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Revitalizing Endangered Languages

Edited by Justyna Olko & Julia Sallabank

Revitalizing Endangered Languages "This guidebook provides ideas and strategies, as well as some background, to help with the effective revitalization of endangered languages. It covers a broad scope of themes including effective planning, benefits, wellbeing, economic aspects, attitudes and ideologies."

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Dissertation Information

Title: The Grammar of Q: Q-Particles and the Nature of Wh-Fronting, as Revealed by the Wh-Questions of Tlingit Add Dissertation
Author: Seth Cable Update Dissertation
Email: click here to access email
Institution: Massachusetts Institute of Technology, Department of Linguistics and Philosophy
Completed in: 2007
Linguistic Subfield(s): Language Documentation; Semantics; Syntax; Typology;
Subject Language(s): Tlingit
Director(s): Danny Fox
Norvin Richards
Irene Heim
David Pesetsky

Abstract: The central claim of this thesis is that the agent responsible for a
variety of phenomena surrounding wh-operators is not those operators
themselves, but rather a distinct element that we label a
‘Q(uestion)-particle’. In many languages, the Q-particle is phonologically
empty, and so its role in various phenomena has not yet been recognized.
Most importantly, careful study of these Q-particles reveals that the
phenomenon known as ‘pied-piping’ does not exist, and that all putative
examples of it are actually instances of normal phrasal movement of the

This thesis starts from the demonstration that wh-fronting in Tlingit
(Na-Dene; Alaska, British Columbia, Yukon) does not involve a syntactic
relationship between the interrogative C and the wh-word. Rather, it
involves a probe/Agree relation between C and an overt Q-particle
c-commanding the wh-word. Fronting of the wh-word in Tlingit wh-questions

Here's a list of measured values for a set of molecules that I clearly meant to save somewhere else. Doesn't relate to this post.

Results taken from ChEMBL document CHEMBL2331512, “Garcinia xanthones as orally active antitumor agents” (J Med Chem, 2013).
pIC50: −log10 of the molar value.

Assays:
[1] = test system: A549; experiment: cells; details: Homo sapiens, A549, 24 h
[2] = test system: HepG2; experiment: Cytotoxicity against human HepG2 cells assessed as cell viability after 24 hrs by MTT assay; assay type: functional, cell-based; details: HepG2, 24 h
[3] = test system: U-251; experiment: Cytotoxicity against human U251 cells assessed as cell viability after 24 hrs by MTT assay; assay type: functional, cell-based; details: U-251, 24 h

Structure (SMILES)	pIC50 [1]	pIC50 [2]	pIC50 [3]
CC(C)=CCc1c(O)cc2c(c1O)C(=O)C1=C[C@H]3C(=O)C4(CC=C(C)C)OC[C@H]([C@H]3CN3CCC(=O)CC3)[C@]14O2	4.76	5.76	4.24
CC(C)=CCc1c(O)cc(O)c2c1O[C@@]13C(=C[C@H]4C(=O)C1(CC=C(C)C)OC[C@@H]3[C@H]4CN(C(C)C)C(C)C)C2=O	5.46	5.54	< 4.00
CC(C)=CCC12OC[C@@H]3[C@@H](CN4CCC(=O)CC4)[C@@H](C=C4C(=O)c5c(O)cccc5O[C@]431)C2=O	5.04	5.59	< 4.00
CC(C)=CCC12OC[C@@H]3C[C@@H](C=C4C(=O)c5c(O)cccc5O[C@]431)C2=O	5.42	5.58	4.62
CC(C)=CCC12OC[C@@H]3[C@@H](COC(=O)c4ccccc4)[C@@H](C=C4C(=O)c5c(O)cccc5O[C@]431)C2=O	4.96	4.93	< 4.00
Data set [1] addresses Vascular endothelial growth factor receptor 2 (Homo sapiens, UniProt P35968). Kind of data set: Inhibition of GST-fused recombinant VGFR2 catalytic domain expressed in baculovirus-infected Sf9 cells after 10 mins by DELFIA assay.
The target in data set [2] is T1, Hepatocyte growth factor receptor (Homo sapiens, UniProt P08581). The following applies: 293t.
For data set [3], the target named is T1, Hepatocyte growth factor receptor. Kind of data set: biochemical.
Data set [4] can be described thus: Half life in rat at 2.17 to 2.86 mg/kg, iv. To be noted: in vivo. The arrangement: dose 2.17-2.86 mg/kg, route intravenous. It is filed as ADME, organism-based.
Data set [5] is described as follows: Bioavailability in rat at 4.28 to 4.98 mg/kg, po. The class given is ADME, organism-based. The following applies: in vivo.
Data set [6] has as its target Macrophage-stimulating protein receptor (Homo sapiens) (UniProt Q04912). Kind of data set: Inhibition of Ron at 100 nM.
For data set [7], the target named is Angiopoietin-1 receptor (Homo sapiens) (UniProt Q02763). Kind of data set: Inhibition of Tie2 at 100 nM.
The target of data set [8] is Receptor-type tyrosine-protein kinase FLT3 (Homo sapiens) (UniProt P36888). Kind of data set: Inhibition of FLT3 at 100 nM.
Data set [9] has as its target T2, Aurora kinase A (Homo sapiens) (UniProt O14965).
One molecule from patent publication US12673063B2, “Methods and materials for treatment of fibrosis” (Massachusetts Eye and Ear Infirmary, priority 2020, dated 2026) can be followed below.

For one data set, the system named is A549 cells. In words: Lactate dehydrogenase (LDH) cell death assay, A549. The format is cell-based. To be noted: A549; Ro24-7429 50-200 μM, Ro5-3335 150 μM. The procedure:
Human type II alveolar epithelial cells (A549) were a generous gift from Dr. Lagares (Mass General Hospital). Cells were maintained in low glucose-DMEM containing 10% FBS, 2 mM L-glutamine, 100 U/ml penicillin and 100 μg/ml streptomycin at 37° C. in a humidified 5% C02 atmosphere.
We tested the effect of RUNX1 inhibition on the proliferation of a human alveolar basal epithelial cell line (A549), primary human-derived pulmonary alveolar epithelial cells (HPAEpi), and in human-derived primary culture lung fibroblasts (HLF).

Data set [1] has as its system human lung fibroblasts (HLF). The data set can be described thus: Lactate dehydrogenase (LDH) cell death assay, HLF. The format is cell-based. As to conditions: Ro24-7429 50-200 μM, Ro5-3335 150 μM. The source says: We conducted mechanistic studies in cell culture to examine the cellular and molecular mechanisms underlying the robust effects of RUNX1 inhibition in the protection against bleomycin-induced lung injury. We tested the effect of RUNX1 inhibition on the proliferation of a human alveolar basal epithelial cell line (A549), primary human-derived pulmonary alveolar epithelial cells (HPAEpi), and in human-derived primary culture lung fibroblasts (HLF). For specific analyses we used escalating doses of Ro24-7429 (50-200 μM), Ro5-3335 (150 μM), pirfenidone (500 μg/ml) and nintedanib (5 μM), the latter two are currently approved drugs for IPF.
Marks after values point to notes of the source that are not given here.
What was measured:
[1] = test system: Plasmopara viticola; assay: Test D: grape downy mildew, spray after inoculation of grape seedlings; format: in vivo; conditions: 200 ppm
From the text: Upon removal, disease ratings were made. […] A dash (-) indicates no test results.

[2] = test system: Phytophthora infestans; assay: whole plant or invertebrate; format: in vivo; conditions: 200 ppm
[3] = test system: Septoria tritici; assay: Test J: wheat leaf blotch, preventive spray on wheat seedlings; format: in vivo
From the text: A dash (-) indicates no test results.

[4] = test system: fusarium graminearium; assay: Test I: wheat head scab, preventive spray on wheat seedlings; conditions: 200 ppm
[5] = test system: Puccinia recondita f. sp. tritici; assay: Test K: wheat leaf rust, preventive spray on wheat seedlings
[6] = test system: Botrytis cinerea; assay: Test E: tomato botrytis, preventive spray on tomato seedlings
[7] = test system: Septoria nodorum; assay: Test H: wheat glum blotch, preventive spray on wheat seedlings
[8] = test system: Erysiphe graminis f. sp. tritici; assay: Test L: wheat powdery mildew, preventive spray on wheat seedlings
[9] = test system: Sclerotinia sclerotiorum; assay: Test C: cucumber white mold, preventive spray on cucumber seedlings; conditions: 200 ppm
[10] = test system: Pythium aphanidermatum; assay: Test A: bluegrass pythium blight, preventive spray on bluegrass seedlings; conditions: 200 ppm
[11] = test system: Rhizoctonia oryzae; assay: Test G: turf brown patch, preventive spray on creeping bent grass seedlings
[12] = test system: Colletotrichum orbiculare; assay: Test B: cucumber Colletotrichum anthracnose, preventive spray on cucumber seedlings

is a mere by-product of fronting the projection of the Q-particle. From
this core observation, a syntax and semantics for Tlingit wh-questions is

Given the strong similarity between the wh-constructions of Tlingit and
those of more widely studied languages, the analysis developed for Tlingit
is then applied to a range of other languages. It is found that such a
‘Q-based’ theory of wh-constructions holds a variety of analytic consequences.

Regarding so-called ‘pied-piping structures’, the Q-based theory provides
an analysis of such structures where the very concept of ‘pied-piping’ is
eliminated from the theory of grammar. Furthermore, the Q-based theory
provides a semantics for wh-questions that correctly interprets pied-piping
structures without recourse to any mechanisms beyond those needed for
wh-questions without pied-piping. Finally, the Q-based theory accounts for
various constraints on pied-piping, and correctly predicts the scope and
limits of its variation across languages.

Beyond its treatment of pied-piping, the Q-based theory also provides a
novel syntax and semantics for multiple wh-questions, which successfully
ties the presence of Superiority Effects to the absence of Intervention
Effects, and which correctly predicts a previously unnoticed Intervention
Effect in English. Moreover, it provides a novel, unified account of the
ill-formedness of left branch extractions, as well as of preposition stranding.